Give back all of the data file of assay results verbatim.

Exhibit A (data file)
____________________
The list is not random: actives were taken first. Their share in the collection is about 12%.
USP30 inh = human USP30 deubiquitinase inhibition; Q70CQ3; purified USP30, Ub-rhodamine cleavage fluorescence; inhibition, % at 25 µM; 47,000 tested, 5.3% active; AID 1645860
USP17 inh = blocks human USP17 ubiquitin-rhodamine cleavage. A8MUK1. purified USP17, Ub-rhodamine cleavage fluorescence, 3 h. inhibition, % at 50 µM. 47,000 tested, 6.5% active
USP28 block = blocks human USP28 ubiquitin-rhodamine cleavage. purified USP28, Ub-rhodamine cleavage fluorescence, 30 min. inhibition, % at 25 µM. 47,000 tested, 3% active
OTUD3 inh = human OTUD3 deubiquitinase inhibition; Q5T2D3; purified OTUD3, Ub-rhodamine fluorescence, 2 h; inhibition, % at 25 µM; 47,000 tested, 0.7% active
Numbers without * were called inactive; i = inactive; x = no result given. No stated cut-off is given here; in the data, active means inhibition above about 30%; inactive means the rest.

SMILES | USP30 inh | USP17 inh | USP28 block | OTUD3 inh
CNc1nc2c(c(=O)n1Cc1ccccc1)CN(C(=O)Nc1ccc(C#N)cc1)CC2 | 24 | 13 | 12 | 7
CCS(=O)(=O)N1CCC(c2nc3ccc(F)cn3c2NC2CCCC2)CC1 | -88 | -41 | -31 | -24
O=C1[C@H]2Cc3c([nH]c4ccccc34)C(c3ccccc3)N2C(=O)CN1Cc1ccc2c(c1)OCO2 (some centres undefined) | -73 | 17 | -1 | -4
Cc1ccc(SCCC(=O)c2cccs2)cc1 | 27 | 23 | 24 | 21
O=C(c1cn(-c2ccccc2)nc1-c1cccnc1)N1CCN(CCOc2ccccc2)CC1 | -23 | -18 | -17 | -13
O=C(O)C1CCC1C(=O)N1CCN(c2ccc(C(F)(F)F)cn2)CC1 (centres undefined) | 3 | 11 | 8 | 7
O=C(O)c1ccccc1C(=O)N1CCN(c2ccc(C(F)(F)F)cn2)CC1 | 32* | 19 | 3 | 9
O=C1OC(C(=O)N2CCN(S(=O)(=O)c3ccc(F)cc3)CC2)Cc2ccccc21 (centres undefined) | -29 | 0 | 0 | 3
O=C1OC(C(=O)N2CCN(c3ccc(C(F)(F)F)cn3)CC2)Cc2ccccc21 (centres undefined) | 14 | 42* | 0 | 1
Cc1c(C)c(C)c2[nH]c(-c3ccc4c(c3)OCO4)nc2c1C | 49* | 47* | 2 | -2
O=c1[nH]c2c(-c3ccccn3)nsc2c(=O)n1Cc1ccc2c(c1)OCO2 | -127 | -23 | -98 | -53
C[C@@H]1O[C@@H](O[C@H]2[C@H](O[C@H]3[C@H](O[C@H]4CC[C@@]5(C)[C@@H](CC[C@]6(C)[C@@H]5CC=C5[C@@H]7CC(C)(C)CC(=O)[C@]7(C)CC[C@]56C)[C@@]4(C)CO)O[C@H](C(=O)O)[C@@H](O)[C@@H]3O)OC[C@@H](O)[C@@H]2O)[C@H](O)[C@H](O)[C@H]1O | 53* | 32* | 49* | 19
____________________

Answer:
The list is not random: actives were taken first. Their share in the collection is about 12%.
USP30 inh = human USP30 deubiquitinase inhibition; Q70CQ3; purified USP30, Ub-rhodamine cleavage fluorescence; inhibition, % at 25 µM; 47,000 tested, 5.3% active; AID 1645860
USP17 inh = blocks human USP17 ubiquitin-rhodamine cleavage. A8MUK1. purified USP17, Ub-rhodamine cleavage fluorescence, 3 h. inhibition, % at 50 µM. 47,000 tested, 6.5% active
USP28 block = blocks human USP28 ubiquitin-rhodamine cleavage. purified USP28, Ub-rhodamine cleavage fluorescence, 30 min. inhibition, % at 25 µM. 47,000 tested, 3% active
OTUD3 inh = human OTUD3 deubiquitinase inhibition; Q5T2D3; purified OTUD3, Ub-rhodamine fluorescence, 2 h; inhibition, % at 25 µM; 47,000 tested, 0.7% active
Numbers without * were called inactive; i = inactive; x = no result given. No stated cut-off is given here; in the data, active means inhibition above about 30%; inactive means the rest.

SMILES | USP30 inh | USP17 inh | USP28 block | OTUD3 inh
CNc1nc2c(c(=O)n1Cc1ccccc1)CN(C(=O)Nc1ccc(C#N)cc1)CC2 | 24 | 13 | 12 | 7
CCS(=O)(=O)N1CCC(c2nc3ccc(F)cn3c2NC2CCCC2)CC1 | -88 | -41 | -31 | -24
O=C1[C@H]2Cc3c([nH]c4ccccc34)C(c3ccccc3)N2C(=O)CN1Cc1ccc2c(c1)OCO2 (some centres undefined) | -73 | 17 | -1 | -4
Cc1ccc(SCCC(=O)c2cccs2)cc1 | 27 | 23 | 24 | 21
O=C(c1cn(-c2ccccc2)nc1-c1cccnc1)N1CCN(CCOc2ccccc2)CC1 | -23 | -18 | -17 | -13
O=C(O)C1CCC1C(=O)N1CCN(c2ccc(C(F)(F)F)cn2)CC1 (centres undefined) | 3 | 11 | 8 | 7
O=C(O)c1ccccc1C(=O)N1CCN(c2ccc(C(F)(F)F)cn2)CC1 | 32* | 19 | 3 | 9
O=C1OC(C(=O)N2CCN(S(=O)(=O)c3ccc(F)cc3)CC2)Cc2ccccc21 (centres undefined) | -29 | 0 | 0 | 3
O=C1OC(C(=O)N2CCN(c3ccc(C(F)(F)F)cn3)CC2)Cc2ccccc21 (centres undefined) | 14 | 42* | 0 | 1
Cc1c(C)c(C)c2[nH]c(-c3ccc4c(c3)OCO4)nc2c1C | 49* | 47* | 2 | -2
O=c1[nH]c2c(-c3ccccn3)nsc2c(=O)n1Cc1ccc2c(c1)OCO2 | -127 | -23 | -98 | -53
C[C@@H]1O[C@@H](O[C@H]2[C@H](O[C@H]3[C@H](O[C@H]4CC[C@@]5(C)[C@@H](CC[C@]6(C)[C@@H]5CC=C5[C@@H]7CC(C)(C)CC(=O)[C@]7(C)CC[C@]56C)[C@@]4(C)CO)O[C@H](C(=O)O)[C@@H](O)[C@@H]3O)OC[C@@H](O)[C@@H]2O)[C@H](O)[C@H](O)[C@H]1O | 53* | 32* | 49* | 19